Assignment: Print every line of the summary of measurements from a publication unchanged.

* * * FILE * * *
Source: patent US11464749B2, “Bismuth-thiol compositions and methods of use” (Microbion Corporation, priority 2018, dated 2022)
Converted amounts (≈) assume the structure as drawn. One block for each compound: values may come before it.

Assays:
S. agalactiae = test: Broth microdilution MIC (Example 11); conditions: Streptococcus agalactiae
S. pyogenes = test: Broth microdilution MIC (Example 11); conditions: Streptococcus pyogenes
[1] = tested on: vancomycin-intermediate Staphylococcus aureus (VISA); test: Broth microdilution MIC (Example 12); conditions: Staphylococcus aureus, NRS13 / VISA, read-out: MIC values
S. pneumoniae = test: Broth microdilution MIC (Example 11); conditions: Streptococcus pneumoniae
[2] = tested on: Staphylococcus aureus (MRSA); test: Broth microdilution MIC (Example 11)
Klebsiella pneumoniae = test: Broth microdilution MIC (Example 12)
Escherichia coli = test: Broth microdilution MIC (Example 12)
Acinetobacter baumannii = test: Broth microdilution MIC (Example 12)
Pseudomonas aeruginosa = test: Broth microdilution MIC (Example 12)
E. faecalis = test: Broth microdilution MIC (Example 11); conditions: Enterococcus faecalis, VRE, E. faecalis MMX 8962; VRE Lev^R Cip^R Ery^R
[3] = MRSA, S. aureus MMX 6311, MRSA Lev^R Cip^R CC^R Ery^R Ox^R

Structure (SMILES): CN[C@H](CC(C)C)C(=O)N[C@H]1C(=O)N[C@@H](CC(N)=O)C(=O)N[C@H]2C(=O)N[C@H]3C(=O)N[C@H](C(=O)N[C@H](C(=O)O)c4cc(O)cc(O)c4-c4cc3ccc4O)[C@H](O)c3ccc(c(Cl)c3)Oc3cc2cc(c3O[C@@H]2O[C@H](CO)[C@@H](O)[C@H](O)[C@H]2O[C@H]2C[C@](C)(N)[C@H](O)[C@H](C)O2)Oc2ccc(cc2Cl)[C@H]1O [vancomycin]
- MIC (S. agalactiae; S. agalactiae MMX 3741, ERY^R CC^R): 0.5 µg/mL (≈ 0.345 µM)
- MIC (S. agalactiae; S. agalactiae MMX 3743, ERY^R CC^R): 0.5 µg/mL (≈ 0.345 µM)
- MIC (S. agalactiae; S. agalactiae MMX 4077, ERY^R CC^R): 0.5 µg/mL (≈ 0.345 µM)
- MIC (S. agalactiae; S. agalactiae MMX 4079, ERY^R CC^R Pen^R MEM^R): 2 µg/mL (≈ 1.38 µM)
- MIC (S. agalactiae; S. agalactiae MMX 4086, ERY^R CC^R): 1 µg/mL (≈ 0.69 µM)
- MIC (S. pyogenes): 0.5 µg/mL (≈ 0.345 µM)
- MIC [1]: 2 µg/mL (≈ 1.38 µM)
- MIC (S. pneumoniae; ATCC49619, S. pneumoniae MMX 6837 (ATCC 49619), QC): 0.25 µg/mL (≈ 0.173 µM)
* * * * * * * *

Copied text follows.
Source: patent US11464749B2, “Bismuth-thiol compositions and methods of use” (Microbion Corporation, priority 2018, dated 2022)
Converted amounts (≈) assume the structure as drawn. One block for each compound: values may come before it.

Assays:
S. agalactiae = test: Broth microdilution MIC (Example 11); conditions: Streptococcus agalactiae
S. pyogenes = test: Broth microdilution MIC (Example 11); conditions: Streptococcus pyogenes
[1] = tested on: vancomycin-intermediate Staphylococcus aureus (VISA); test: Broth microdilution MIC (Example 12); conditions: Staphylococcus aureus, NRS13 / VISA, read-out: MIC values
S. pneumoniae = test: Broth microdilution MIC (Example 11); conditions: Streptococcus pneumoniae
[2] = tested on: Staphylococcus aureus (MRSA); test: Broth microdilution MIC (Example 11)
Klebsiella pneumoniae = test: Broth microdilution MIC (Example 12)
Escherichia coli = test: Broth microdilution MIC (Example 12)
Acinetobacter baumannii = test: Broth microdilution MIC (Example 12)
Pseudomonas aeruginosa = test: Broth microdilution MIC (Example 12)
E. faecalis = test: Broth microdilution MIC (Example 11); conditions: Enterococcus faecalis, VRE, E. faecalis MMX 8962; VRE Lev^R Cip^R Ery^R
[3] = MRSA, S. aureus MMX 6311, MRSA Lev^R Cip^R CC^R Ery^R Ox^R

Structure (SMILES): CN[C@H](CC(C)C)C(=O)N[C@H]1C(=O)N[C@@H](CC(N)=O)C(=O)N[C@H]2C(=O)N[C@H]3C(=O)N[C@H](C(=O)N[C@H](C(=O)O)c4cc(O)cc(O)c4-c4cc3ccc4O)[C@H](O)c3ccc(c(Cl)c3)Oc3cc2cc(c3O[C@@H]2O[C@H](CO)[C@@H](O)[C@H](O)[C@H]2O[C@H]2C[C@](C)(N)[C@H](O)[C@H](C)O2)Oc2ccc(cc2Cl)[C@H]1O [vancomycin]
- MIC (S. agalactiae; S. agalactiae MMX 3741, ERY^R CC^R): 0.5 µg/mL (≈ 0.345 µM)
- MIC (S. agalactiae; S. agalactiae MMX 3743, ERY^R CC^R): 0.5 µg/mL (≈ 0.345 µM)
- MIC (S. agalactiae; S. agalactiae MMX 4077, ERY^R CC^R): 0.5 µg/mL (≈ 0.345 µM)
- MIC (S. agalactiae; S. agalactiae MMX 4079, ERY^R CC^R Pen^R MEM^R): 2 µg/mL (≈ 1.38 µM)
- MIC (S. agalactiae; S. agalactiae MMX 4086, ERY^R CC^R): 1 µg/mL (≈ 0.69 µM)
- MIC (S. pyogenes): 0.5 µg/mL (≈ 0.345 µM)
- MIC [1]: 2 µg/mL (≈ 1.38 µM)
- MIC (S. pneumoniae; ATCC49619, S. pneumoniae MMX 6837 (ATCC 49619), QC): 0.25 µg/mL (≈ 0.173 µM)